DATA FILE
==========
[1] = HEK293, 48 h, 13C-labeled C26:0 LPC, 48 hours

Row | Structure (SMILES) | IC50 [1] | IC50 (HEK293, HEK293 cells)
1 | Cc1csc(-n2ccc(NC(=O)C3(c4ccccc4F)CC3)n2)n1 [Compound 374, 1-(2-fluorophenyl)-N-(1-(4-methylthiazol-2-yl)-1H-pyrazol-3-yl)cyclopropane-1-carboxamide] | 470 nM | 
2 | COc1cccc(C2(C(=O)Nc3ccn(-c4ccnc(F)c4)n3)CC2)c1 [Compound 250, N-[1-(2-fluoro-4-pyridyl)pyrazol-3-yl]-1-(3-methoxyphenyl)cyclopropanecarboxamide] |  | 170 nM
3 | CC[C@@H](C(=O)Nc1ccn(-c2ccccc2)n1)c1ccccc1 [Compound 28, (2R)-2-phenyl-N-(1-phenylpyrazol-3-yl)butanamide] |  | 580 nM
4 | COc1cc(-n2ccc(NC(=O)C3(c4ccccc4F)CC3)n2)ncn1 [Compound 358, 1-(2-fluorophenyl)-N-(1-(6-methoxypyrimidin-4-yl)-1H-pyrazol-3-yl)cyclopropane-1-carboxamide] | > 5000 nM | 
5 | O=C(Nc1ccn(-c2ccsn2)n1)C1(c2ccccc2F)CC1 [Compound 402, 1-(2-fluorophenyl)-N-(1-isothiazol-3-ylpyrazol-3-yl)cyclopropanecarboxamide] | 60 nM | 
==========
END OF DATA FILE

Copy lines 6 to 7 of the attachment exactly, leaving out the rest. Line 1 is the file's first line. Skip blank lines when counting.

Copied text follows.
4 | COc1cc(-n2ccc(NC(=O)C3(c4ccccc4F)CC3)n2)ncn1 [Compound 358, 1-(2-fluorophenyl)-N-(1-(6-methoxypyrimidin-4-yl)-1H-pyrazol-3-yl)cyclopropane-1-carboxamide] | > 5000 nM | 
5 | O=C(Nc1ccn(-c2ccsn2)n1)C1(c2ccccc2F)CC1 [Compound 402, 1-(2-fluorophenyl)-N-(1-isothiazol-3-ylpyrazol-3-yl)cyclopropanecarboxamide] | 60 nM | 